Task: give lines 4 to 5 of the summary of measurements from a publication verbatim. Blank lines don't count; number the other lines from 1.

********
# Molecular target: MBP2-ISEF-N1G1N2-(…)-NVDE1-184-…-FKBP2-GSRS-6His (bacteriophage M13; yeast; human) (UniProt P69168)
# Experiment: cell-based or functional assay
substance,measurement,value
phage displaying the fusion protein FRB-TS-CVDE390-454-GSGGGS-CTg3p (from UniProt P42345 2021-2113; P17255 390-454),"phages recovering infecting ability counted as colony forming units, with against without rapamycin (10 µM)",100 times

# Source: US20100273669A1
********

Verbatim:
phage displaying the fusion protein FRB-TS-CVDE390-454-GSGGGS-CTg3p (from UniProt P42345 2021-2113; P17255 390-454),"phages recovering infecting ability counted as colony forming units, with against without rapamycin (10 µM)",100 times

# Source: US20100273669A1